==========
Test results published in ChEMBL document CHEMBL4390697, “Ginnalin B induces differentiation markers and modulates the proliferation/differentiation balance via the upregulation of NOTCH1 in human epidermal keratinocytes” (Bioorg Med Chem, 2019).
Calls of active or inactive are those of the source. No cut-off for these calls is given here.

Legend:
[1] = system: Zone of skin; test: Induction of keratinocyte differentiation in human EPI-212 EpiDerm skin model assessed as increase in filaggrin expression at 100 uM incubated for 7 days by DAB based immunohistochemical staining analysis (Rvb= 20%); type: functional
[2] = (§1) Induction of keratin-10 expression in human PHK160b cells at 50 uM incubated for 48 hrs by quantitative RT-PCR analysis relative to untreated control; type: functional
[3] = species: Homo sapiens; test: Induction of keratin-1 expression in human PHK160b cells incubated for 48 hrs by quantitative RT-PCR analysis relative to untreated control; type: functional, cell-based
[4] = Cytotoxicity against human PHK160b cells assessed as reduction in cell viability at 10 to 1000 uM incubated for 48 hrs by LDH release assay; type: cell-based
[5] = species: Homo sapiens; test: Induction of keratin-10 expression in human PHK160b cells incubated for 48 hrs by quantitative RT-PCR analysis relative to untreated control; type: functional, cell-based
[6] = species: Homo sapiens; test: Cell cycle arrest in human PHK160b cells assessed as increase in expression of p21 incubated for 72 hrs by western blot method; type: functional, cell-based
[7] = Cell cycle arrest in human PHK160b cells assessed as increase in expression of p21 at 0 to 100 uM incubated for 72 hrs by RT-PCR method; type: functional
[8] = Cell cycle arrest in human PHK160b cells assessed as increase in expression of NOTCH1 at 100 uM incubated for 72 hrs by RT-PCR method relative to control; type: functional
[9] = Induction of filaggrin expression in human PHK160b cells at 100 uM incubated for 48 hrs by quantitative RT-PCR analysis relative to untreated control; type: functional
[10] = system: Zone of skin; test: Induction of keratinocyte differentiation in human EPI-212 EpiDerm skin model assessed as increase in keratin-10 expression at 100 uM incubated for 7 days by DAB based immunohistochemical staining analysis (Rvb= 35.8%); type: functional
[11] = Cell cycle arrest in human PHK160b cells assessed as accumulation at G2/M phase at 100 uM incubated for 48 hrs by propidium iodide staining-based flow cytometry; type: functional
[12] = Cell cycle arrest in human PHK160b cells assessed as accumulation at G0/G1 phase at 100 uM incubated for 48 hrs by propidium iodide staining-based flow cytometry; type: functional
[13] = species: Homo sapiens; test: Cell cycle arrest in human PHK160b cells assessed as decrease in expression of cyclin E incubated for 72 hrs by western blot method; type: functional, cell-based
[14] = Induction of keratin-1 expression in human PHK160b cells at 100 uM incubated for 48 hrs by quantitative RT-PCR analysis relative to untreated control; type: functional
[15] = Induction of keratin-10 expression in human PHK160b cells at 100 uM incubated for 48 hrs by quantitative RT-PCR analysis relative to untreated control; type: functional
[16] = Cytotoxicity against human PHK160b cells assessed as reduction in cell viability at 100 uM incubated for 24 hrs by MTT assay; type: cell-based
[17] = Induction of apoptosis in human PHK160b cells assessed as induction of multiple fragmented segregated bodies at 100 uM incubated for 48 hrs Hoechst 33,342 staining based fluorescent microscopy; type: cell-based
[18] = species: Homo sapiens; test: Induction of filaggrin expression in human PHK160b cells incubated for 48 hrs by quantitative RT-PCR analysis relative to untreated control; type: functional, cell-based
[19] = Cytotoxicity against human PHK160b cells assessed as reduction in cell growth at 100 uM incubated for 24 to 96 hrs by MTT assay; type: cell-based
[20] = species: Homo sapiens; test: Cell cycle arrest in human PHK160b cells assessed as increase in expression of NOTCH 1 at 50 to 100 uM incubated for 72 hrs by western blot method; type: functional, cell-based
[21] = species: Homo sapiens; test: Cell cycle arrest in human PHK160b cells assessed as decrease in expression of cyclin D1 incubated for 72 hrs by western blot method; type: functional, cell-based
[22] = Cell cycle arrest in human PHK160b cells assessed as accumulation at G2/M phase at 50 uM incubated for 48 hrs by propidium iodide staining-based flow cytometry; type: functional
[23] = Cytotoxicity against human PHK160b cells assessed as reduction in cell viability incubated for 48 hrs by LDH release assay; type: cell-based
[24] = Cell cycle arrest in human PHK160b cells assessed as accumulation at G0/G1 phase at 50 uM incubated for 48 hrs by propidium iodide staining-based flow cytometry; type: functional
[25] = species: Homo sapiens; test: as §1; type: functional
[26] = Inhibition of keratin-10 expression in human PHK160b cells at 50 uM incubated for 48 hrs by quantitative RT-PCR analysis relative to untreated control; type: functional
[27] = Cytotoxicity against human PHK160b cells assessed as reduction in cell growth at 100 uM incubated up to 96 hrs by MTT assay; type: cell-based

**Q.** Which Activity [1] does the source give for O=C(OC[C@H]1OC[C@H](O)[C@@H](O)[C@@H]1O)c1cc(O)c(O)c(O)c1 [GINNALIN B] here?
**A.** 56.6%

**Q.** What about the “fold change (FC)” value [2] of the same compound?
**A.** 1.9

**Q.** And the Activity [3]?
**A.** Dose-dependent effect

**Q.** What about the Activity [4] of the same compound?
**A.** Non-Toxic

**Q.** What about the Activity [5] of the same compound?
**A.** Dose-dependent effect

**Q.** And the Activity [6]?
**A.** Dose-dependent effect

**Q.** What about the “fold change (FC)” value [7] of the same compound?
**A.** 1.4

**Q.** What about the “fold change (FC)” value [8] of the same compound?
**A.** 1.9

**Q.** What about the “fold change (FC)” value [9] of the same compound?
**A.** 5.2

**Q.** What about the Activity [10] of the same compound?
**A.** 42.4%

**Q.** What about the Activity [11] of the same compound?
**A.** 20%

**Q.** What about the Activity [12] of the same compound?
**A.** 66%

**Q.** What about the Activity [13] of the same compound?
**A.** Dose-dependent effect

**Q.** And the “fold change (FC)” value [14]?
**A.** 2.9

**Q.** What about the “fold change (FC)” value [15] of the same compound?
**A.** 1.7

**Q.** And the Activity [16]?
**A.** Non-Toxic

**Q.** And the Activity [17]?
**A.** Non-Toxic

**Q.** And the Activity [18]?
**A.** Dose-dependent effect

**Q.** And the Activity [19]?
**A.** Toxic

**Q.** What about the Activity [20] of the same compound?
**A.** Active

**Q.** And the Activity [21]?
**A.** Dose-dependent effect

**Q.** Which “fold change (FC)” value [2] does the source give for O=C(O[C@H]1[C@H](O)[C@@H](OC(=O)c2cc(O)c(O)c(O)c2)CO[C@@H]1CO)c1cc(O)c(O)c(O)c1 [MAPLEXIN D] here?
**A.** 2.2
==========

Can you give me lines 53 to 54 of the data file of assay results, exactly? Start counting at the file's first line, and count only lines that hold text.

**Q.** What about the Activity [12] of the same compound?
**A.** 66%